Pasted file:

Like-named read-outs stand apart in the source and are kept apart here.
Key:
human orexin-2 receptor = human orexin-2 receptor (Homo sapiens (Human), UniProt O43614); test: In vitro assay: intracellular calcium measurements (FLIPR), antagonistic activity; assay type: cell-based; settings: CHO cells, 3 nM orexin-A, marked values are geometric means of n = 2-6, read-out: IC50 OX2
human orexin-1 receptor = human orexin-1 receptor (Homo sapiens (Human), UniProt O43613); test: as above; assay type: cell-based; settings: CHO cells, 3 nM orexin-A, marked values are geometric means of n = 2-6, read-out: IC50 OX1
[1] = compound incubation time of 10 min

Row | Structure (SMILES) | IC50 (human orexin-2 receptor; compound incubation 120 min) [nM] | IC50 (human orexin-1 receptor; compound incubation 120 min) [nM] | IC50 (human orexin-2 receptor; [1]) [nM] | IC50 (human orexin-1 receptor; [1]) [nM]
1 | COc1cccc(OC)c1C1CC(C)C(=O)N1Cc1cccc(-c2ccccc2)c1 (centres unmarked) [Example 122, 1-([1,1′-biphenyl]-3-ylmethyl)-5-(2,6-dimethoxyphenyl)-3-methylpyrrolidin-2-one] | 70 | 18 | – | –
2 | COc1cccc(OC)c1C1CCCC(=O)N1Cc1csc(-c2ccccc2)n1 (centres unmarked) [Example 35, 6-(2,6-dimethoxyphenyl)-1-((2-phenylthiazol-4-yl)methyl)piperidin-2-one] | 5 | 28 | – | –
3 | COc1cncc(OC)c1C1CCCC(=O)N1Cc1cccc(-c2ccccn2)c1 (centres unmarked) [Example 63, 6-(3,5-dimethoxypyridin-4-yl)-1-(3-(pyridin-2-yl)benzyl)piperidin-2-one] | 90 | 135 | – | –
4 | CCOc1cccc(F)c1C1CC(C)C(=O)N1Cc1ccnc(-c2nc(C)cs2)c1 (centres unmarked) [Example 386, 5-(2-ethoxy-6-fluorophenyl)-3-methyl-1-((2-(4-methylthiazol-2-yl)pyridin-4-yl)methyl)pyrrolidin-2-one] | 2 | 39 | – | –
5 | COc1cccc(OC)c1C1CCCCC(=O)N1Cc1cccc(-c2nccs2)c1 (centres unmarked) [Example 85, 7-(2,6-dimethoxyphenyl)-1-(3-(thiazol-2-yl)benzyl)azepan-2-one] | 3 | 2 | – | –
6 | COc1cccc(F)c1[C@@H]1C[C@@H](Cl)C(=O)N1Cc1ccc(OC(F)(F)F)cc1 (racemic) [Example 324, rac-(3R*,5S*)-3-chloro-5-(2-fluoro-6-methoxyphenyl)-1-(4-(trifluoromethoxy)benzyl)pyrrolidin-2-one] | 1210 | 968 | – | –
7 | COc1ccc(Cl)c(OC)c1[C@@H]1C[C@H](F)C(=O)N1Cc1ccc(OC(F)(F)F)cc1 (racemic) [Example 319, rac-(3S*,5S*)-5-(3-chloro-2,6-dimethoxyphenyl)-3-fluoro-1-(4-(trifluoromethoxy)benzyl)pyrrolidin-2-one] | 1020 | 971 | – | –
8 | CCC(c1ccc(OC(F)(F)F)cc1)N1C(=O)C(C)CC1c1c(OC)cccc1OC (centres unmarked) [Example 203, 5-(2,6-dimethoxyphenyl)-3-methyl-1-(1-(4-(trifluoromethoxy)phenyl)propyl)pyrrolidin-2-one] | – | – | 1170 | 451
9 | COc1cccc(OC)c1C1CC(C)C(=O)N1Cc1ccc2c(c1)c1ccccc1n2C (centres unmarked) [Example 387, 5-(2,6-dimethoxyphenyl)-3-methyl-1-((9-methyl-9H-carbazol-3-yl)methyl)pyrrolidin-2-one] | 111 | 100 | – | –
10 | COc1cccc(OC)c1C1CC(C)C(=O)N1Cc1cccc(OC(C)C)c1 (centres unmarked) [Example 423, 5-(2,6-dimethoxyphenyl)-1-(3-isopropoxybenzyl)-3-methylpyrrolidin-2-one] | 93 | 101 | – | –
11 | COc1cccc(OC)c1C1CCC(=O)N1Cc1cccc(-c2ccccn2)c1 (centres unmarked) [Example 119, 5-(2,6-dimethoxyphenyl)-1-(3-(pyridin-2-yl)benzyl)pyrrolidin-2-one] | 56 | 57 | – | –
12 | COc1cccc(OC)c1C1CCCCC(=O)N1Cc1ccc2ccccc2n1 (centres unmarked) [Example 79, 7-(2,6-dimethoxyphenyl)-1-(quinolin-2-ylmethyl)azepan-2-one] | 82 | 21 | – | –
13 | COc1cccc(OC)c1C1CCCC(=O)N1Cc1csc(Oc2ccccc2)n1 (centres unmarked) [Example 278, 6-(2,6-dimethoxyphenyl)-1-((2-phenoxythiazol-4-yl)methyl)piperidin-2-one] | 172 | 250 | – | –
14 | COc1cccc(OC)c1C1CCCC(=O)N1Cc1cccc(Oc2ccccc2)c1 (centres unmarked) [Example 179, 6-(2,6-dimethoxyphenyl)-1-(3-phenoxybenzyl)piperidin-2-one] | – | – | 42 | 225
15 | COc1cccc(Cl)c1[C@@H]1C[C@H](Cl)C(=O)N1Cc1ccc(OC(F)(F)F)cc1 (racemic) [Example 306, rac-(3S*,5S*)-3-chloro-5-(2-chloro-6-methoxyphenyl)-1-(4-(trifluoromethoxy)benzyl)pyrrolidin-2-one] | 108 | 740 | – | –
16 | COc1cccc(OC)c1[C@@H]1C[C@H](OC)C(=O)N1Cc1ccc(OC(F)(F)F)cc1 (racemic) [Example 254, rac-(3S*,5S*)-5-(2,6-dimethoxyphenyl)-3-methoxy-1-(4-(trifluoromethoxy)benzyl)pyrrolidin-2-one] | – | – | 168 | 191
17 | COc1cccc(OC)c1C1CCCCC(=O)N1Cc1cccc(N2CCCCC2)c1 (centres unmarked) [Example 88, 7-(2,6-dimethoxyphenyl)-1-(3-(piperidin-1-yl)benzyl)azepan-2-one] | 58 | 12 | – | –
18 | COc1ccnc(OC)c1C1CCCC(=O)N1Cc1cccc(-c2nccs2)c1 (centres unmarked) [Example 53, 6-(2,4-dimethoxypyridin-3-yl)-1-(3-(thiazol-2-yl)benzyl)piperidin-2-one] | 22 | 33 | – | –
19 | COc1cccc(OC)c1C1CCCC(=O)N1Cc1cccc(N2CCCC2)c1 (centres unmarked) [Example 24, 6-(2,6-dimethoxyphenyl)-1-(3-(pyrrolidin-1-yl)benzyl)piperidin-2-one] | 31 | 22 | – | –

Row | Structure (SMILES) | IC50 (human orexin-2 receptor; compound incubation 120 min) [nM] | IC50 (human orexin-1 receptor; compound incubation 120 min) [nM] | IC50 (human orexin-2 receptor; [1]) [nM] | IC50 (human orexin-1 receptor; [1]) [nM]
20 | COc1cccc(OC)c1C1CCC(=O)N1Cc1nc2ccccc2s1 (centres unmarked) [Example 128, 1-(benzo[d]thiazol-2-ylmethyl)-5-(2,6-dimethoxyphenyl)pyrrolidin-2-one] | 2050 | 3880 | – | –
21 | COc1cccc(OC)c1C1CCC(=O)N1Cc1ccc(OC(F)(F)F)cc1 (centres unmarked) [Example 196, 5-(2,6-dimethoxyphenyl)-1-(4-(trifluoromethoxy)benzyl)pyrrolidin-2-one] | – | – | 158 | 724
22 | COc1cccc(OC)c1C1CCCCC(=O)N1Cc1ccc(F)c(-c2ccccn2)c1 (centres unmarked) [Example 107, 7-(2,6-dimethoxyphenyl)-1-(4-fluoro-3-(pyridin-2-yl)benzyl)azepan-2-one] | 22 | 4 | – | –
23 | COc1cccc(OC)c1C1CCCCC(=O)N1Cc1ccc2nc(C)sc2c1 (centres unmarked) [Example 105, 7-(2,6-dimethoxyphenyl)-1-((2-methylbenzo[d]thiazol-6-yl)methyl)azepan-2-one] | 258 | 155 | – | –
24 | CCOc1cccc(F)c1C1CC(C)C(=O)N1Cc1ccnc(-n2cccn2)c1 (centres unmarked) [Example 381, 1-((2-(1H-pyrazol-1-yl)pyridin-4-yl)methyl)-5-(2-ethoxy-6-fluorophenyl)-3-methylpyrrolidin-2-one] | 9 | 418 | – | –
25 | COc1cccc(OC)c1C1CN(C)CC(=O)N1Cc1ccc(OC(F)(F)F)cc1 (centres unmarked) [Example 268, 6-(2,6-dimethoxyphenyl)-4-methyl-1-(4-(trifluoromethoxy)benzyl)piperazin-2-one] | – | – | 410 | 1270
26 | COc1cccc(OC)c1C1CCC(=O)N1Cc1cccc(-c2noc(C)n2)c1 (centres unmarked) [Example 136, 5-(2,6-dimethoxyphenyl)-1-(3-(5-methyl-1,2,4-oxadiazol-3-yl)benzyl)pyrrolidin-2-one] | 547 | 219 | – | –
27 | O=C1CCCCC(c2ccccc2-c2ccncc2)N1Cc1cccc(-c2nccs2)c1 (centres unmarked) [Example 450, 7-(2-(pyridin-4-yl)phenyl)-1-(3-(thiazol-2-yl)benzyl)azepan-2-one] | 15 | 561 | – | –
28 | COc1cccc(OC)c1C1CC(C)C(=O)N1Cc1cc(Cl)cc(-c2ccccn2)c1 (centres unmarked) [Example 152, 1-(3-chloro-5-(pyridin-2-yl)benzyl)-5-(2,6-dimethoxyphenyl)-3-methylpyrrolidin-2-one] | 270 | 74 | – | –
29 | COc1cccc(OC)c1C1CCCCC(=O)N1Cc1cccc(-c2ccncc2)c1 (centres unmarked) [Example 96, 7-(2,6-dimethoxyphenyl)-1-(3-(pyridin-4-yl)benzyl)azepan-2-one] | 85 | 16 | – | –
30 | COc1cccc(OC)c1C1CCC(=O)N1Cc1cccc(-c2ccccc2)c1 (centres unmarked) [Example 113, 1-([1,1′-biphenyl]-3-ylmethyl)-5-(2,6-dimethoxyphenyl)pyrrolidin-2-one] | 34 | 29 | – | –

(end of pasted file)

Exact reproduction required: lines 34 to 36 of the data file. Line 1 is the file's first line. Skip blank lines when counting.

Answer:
27 | O=C1CCCCC(c2ccccc2-c2ccncc2)N1Cc1cccc(-c2nccs2)c1 (centres unmarked) [Example 450, 7-(2-(pyridin-4-yl)phenyl)-1-(3-(thiazol-2-yl)benzyl)azepan-2-one] | 15 | 561 | – | –
28 | COc1cccc(OC)c1C1CC(C)C(=O)N1Cc1cc(Cl)cc(-c2ccccn2)c1 (centres unmarked) [Example 152, 1-(3-chloro-5-(pyridin-2-yl)benzyl)-5-(2,6-dimethoxyphenyl)-3-methylpyrrolidin-2-one] | 270 | 74 | – | –
29 | COc1cccc(OC)c1C1CCCCC(=O)N1Cc1cccc(-c2ccncc2)c1 (centres unmarked) [Example 96, 7-(2,6-dimethoxyphenyl)-1-(3-(pyridin-4-yl)benzyl)azepan-2-one] | 85 | 16 | – | –